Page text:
The Grant County Museum, located on Shackleford Road in Sheridan, preserves and interprets the history and culture of the county for residents and visitors. The museum features exhibits detailing the Battle of Jenkins' Ferry, a segment of the Union's failed Red River Campaign during the Civil War, as well as a large World War II vehicle collection. Other exhibits include pioneer life and settlement in Grant County, and the flora and fauna native to the county. The Heritage Square is also on the museum grounds, featuring ten relocated and restored buildings. Just 5.8 miles north of Sheridan is the B-17 Crash Memorial where a replica B-17 was constructed to honor nine airmen who died in a plane crash at this location in 1943.
Bales and Cleveland started the first newspaper in the Grant County area, titled The Sheridan Spy. The first issue was dated September 1, 1881. In 1882, the Hon. J.S. Williams, who a year later became a state senator, bought the Sheridan Spy and renamed it The Sheridan Headlight, which is still published today. The short lived Grant County News was started in 1916 by William GoForth.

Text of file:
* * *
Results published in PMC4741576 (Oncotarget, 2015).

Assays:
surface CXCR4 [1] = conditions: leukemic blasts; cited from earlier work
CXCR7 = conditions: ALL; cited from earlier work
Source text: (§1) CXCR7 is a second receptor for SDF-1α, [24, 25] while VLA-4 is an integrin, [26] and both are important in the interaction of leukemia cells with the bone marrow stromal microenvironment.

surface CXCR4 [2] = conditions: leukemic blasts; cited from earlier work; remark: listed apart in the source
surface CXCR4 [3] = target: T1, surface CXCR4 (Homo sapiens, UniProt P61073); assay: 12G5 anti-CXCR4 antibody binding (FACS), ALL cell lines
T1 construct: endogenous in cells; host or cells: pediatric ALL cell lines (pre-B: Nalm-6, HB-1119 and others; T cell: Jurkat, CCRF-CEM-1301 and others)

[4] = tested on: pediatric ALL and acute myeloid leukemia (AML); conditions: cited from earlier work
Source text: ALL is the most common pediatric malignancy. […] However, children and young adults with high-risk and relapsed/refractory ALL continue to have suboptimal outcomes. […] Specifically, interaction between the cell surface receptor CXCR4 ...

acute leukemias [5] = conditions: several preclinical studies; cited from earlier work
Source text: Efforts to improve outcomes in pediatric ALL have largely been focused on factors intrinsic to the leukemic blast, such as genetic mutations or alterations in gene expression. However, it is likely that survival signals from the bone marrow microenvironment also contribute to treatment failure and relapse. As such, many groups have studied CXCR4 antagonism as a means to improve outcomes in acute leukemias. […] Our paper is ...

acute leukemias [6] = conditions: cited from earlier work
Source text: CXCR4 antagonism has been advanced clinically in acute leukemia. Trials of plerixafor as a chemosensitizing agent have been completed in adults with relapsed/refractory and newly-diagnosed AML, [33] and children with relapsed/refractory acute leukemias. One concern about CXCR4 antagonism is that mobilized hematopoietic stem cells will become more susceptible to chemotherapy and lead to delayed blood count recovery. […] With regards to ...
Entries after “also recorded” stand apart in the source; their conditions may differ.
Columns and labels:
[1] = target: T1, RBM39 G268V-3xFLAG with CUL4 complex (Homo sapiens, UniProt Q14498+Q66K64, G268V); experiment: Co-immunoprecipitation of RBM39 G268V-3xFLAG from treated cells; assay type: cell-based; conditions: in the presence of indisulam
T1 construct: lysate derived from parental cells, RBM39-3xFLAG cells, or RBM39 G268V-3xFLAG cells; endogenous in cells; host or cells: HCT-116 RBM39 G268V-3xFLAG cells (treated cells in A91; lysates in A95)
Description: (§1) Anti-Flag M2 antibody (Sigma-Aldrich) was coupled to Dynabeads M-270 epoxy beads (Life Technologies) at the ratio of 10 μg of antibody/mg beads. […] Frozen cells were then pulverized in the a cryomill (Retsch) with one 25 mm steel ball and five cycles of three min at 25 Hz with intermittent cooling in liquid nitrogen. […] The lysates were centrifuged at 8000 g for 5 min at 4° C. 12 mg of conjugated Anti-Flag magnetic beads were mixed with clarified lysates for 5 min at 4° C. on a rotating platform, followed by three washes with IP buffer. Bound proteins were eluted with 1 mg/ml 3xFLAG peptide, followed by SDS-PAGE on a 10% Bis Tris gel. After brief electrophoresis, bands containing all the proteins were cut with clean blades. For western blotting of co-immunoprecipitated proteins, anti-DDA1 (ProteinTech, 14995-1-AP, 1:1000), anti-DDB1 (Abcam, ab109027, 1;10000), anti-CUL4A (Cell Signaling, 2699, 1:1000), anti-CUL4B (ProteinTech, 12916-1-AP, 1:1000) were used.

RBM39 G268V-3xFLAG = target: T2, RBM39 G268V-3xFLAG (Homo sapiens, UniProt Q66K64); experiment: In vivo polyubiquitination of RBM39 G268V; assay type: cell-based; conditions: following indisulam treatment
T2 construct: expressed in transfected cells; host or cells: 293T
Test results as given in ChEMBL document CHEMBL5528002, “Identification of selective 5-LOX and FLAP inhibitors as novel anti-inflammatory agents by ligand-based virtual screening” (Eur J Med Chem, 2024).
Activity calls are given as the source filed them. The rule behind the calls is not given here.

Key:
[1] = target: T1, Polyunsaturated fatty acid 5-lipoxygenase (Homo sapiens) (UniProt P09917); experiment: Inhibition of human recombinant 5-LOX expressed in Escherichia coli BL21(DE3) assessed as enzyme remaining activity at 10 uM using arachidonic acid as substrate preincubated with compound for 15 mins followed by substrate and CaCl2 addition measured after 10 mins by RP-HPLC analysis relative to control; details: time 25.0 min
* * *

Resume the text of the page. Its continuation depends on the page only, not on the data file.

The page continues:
Sheridan's water system began when a private entity began installing water lines in the 1930s. This system was eventually purchased by the city, which now allows the Sheridan Water and Sewer Department to operate the system independently of city funds. Today, Sheridan is capable of treating groundwater obtained from five wells at a rate of 4.5 million gallons (17 million liters) per day (MGD/MLD). Sheridan's wastewater treatment facility is located at the end of Gatzke Drive and discharges treated effluent to Big Creek in accordance with the permit granted by the Arkansas Department of Environmental Quality. The facility utilizes a three-cell pond stabilization system followed by a holding pond and is designed for a flow of 0.67 MGD (2.5 MLD).